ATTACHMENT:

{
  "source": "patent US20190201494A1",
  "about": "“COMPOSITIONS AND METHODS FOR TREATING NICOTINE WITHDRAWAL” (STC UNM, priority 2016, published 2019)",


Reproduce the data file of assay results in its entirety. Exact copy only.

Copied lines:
{
  "source": "patent US20190201494A1",
  "about": "“COMPOSITIONS AND METHODS FOR TREATING NICOTINE WITHDRAWAL” (STC UNM, priority 2016, published 2019)",